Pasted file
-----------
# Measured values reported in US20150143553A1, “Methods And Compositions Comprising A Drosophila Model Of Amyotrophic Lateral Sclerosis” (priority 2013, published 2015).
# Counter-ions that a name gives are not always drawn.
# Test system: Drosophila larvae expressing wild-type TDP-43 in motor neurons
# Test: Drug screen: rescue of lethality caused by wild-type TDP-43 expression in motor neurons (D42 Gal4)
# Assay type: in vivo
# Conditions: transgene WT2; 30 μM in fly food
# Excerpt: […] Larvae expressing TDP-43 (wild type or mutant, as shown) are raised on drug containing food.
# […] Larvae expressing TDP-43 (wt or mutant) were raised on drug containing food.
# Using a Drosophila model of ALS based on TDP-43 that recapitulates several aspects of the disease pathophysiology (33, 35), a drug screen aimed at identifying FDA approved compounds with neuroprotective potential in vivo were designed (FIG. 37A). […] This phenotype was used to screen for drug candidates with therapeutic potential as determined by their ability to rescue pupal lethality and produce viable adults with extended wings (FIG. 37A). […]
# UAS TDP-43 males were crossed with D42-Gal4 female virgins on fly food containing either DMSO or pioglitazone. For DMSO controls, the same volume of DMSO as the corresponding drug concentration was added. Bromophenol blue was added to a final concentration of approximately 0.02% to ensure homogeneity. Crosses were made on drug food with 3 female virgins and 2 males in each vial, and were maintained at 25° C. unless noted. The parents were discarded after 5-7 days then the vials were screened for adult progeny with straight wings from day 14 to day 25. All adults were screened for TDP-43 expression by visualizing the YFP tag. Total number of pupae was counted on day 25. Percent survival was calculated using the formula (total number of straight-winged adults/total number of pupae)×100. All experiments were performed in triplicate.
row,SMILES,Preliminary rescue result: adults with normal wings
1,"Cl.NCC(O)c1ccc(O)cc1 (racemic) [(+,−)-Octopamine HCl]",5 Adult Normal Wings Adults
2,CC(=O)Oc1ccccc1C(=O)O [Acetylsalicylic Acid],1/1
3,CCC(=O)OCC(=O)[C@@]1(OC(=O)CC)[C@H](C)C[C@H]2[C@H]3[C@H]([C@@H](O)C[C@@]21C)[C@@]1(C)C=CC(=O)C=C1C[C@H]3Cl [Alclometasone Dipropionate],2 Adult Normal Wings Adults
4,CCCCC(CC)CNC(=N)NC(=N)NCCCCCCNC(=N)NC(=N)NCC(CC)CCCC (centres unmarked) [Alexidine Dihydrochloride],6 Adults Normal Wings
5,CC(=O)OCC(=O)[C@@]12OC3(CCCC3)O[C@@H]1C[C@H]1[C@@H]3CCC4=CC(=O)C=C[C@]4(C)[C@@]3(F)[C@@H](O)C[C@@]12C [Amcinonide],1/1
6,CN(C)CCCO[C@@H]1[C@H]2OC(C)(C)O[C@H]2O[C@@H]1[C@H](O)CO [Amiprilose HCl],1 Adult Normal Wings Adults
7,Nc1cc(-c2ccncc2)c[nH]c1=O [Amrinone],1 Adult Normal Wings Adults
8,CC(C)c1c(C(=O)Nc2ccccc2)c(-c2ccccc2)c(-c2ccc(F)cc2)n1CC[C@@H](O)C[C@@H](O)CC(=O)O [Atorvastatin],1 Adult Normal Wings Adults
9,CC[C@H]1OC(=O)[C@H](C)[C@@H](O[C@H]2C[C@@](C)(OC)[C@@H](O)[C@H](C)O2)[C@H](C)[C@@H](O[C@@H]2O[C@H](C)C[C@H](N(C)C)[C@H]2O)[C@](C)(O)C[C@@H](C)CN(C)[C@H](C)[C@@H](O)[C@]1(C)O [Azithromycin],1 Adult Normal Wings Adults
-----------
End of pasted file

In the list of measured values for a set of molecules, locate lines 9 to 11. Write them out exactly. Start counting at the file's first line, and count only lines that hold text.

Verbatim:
# Using a Drosophila model of ALS based on TDP-43 that recapitulates several aspects of the disease pathophysiology (33, 35), a drug screen aimed at identifying FDA approved compounds with neuroprotective potential in vivo were designed (FIG. 37A). […] This phenotype was used to screen for drug candidates with therapeutic potential as determined by their ability to rescue pupal lethality and produce viable adults with extended wings (FIG. 37A). […]
# UAS TDP-43 males were crossed with D42-Gal4 female virgins on fly food containing either DMSO or pioglitazone. For DMSO controls, the same volume of DMSO as the corresponding drug concentration was added. Bromophenol blue was added to a final concentration of approximately 0.02% to ensure homogeneity. Crosses were made on drug food with 3 female virgins and 2 males in each vial, and were maintained at 25° C. unless noted. The parents were discarded after 5-7 days then the vials were screened for adult progeny with straight wings from day 14 to day 25. All adults were screened for TDP-43 expression by visualizing the YFP tag. Total number of pupae was counted on day 25. Percent survival was calculated using the formula (total number of straight-winged adults/total number of pupae)×100. All experiments were performed in triplicate.
row,SMILES,Preliminary rescue result: adults with normal wings